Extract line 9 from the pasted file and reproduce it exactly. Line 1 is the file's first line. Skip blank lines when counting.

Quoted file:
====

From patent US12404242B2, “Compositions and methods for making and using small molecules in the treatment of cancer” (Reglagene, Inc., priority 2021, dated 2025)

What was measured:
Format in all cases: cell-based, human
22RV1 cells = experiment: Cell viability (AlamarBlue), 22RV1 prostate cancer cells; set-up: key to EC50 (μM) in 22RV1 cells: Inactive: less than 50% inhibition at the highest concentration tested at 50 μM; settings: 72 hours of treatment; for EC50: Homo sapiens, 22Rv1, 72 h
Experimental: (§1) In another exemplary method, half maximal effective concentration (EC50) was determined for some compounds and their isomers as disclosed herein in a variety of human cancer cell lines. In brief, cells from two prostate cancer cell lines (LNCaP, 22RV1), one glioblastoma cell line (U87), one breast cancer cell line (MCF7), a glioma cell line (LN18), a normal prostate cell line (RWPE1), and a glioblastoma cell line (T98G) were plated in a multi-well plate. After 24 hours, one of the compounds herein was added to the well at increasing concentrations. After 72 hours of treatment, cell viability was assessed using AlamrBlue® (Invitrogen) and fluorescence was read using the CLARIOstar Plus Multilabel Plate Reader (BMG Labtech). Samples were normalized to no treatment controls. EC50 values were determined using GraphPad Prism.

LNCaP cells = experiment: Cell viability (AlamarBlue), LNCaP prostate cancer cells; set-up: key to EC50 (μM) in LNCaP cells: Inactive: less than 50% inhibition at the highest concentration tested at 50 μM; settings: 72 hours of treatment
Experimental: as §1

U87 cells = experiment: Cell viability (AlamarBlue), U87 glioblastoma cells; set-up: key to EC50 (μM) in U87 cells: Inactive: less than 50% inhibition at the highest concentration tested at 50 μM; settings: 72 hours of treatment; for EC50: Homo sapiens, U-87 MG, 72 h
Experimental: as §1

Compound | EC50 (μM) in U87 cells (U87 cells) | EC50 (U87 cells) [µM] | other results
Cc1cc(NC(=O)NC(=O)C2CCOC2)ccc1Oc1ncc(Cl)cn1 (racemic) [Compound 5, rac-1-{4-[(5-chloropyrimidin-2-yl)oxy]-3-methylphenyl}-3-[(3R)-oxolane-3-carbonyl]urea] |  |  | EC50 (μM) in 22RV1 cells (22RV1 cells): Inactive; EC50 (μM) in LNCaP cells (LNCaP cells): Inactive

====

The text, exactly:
Experimental: as §1